Rabbi Rachel Cowan, N ’89;
Executive Director, Institute for Jewish Spirituality,
New York Investiture and Ordination Address, May 8, 2011
To make a difference you must both embrace your power and cultivate humility. Power is not a dirty word. It does not diminish your
capacity to serve as a pastor, a teacher, a
To use it wisely, you need to understand the qualities and sources of your
particular power; connect it with your vision; work on the quality of humility so you do not confuse your ego’s needs with your community’s
needs; and find the ways to link wisdom and courage. This kind of spiritual leadership is built from many small daily decisions, not from
scaling mountain tops. It is collaborative, reflective, compassionate. The more you pay attention to what is true in the moment and see
clearly the choices that are open, the more likely you are to act wisely, and not just react emotionally or habitually. For we cannot heal the
world without healing our soul. We cannot love our neighbor without loving ourself. We cannot transform the world without transforming
ourselves. Ultimately we do this work on ourselves so that we can do what the prophet Micah commands: to love goodness, do justice, and
walk humbly with our God.
New York Graduat ion/Ordinat ion/ Invest i ture
Rabbi Arthur Green, Ph.D.,
Irving Brudnick Professor of Jewish Philosophy and Religion and Rector, Rabbinical School, Hebrew College,
Honorary Doctor of Humane Letters recipient;
New York Graduation Address, May 5, 2011
As a religious Jew, I believe that we ever stand beneath that mountain, saying “Yes! We will do and listen!” to the voice that commands us to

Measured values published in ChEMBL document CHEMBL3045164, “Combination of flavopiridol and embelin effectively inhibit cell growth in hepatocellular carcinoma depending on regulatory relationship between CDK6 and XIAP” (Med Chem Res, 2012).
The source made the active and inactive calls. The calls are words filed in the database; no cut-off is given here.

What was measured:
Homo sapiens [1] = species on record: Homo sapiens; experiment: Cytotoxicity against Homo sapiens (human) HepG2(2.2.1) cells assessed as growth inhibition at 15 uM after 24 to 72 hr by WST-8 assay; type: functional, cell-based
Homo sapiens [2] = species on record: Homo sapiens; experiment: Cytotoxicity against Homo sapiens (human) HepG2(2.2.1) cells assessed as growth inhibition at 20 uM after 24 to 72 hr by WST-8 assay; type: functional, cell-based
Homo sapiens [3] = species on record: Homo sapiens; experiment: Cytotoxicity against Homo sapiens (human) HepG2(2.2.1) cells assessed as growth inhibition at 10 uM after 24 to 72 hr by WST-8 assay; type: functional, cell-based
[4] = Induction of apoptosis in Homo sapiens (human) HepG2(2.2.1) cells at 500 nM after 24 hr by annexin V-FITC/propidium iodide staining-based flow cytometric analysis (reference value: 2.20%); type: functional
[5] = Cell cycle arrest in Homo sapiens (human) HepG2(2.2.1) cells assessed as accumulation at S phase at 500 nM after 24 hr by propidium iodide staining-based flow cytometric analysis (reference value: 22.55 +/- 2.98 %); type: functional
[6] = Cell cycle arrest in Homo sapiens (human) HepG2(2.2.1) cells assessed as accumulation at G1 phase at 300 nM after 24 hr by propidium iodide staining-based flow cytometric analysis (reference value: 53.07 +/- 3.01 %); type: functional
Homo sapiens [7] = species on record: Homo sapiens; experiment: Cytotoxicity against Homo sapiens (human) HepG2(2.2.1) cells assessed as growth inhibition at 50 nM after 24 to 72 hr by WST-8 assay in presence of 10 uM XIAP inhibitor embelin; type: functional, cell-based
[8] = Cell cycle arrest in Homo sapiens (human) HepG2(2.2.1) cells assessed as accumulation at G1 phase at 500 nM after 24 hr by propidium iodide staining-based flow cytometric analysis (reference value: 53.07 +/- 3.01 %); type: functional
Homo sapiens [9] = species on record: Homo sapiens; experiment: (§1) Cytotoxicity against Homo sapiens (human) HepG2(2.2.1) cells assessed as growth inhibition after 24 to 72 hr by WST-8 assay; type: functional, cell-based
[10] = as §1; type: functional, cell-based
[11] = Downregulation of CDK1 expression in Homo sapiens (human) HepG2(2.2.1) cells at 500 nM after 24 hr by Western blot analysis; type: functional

be a kingdom of priests and a holy nation. That priesthood encompasses all Jews, old and young, married and single, gay and straight, families
blended by re-marriage, and families in mixed marriages but still striving to live as Jews,
and groups of friends, whole congregations
and communities. We are a people shaped by the shared memory of bondage and exodus, but formed under that mountain. This means that
we still believe we have something to offer, ever-renewing teachings that will be important to generations to come, among Jews and reaching
beyond our borders. Priests need seminaries in which to be trained. All of our congregations should be such places, academies where Jews
are lovingly taught our best message and how to spread it. You have been trained here
you have studied in order to be-
come teachers, to widen the circle of learning. Rabbis, cantors, and educators thus stand at the vortex of the Jewish mission.
New York School of Education graduates
Doctor of Hebrew Letters recipient.
Doctor of Ministry recipient.
School of Jewish Nonprofit Management
M.A. in Judaic Studies recipients.
Graduation at Congregation Emanu-El
of the City of New York.
The cantorial class of 2011.
Investiture at Congregation Emanu-El
of the City of New York.
The rabbinical class of 2011.